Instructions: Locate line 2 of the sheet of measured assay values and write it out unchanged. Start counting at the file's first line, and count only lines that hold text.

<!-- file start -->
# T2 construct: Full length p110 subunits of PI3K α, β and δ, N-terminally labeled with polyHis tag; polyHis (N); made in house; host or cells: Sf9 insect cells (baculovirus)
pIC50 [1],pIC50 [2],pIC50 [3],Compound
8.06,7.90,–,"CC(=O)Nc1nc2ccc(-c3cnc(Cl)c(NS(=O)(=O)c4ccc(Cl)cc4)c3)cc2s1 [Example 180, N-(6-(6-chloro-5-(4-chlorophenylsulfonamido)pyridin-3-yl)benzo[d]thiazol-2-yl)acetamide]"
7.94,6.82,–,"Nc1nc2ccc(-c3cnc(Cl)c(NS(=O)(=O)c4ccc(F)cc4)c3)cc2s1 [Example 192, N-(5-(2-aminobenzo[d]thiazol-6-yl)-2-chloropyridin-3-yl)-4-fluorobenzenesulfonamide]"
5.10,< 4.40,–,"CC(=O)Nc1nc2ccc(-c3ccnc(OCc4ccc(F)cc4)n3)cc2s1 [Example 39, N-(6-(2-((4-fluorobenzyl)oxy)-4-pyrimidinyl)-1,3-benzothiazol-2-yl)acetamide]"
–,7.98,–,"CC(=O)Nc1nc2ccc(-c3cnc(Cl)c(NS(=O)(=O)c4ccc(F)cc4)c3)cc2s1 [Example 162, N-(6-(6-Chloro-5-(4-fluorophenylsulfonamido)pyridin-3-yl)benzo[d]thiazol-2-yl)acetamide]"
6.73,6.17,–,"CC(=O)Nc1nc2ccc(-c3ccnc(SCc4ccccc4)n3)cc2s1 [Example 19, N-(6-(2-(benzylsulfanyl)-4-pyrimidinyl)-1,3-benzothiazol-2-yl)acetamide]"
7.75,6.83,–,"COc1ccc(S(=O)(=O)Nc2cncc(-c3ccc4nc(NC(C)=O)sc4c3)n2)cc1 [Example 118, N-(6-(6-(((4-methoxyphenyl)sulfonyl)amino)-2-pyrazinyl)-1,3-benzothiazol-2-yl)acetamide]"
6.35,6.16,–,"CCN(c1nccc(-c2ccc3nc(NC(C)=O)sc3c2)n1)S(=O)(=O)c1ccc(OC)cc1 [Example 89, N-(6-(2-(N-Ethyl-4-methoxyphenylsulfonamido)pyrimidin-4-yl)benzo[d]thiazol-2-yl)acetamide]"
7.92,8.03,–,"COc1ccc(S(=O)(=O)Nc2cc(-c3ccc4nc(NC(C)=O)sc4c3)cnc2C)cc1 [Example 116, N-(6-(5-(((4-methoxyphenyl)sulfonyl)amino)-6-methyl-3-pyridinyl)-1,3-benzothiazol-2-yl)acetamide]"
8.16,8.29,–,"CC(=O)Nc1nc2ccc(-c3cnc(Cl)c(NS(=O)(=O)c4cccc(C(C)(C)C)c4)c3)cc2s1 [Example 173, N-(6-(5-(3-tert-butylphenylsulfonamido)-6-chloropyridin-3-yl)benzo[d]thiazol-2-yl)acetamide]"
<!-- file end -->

pIC50 [1],pIC50 [2],pIC50 [3],Compound